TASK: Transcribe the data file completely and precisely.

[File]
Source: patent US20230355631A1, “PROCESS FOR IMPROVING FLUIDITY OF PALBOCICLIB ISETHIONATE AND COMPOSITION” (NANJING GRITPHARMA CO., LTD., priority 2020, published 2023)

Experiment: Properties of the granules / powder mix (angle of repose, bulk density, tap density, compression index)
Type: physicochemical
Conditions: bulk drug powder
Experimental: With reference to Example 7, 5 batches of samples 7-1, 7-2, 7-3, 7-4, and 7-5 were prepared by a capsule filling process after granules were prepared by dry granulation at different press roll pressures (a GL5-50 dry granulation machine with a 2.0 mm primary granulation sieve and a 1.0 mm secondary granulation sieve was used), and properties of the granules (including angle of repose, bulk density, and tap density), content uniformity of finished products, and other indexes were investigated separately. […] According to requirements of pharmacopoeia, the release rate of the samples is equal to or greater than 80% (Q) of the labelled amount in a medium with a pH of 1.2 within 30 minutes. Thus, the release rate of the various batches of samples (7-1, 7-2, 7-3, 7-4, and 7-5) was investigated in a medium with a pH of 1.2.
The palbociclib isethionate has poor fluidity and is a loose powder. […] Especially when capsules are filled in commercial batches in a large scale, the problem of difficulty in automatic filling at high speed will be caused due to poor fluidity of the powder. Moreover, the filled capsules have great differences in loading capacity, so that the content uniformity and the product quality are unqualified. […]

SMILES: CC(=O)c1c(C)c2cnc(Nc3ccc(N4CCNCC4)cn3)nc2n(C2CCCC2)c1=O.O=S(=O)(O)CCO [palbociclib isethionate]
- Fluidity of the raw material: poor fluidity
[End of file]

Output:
Source: patent US20230355631A1, “PROCESS FOR IMPROVING FLUIDITY OF PALBOCICLIB ISETHIONATE AND COMPOSITION” (NANJING GRITPHARMA CO., LTD., priority 2020, published 2023)

Experiment: Properties of the granules / powder mix (angle of repose, bulk density, tap density, compression index)
Type: physicochemical
Conditions: bulk drug powder
Experimental: With reference to Example 7, 5 batches of samples 7-1, 7-2, 7-3, 7-4, and 7-5 were prepared by a capsule filling process after granules were prepared by dry granulation at different press roll pressures (a GL5-50 dry granulation machine with a 2.0 mm primary granulation sieve and a 1.0 mm secondary granulation sieve was used), and properties of the granules (including angle of repose, bulk density, and tap density), content uniformity of finished products, and other indexes were investigated separately. […] According to requirements of pharmacopoeia, the release rate of the samples is equal to or greater than 80% (Q) of the labelled amount in a medium with a pH of 1.2 within 30 minutes. Thus, the release rate of the various batches of samples (7-1, 7-2, 7-3, 7-4, and 7-5) was investigated in a medium with a pH of 1.2.
The palbociclib isethionate has poor fluidity and is a loose powder. […] Especially when capsules are filled in commercial batches in a large scale, the problem of difficulty in automatic filling at high speed will be caused due to poor fluidity of the powder. Moreover, the filled capsules have great differences in loading capacity, so that the content uniformity and the product quality are unqualified. […]

SMILES: CC(=O)c1c(C)c2cnc(Nc3ccc(N4CCNCC4)cn3)nc2n(C2CCCC2)c1=O.O=S(=O)(O)CCO [palbociclib isethionate]
- Fluidity of the raw material: poor fluidity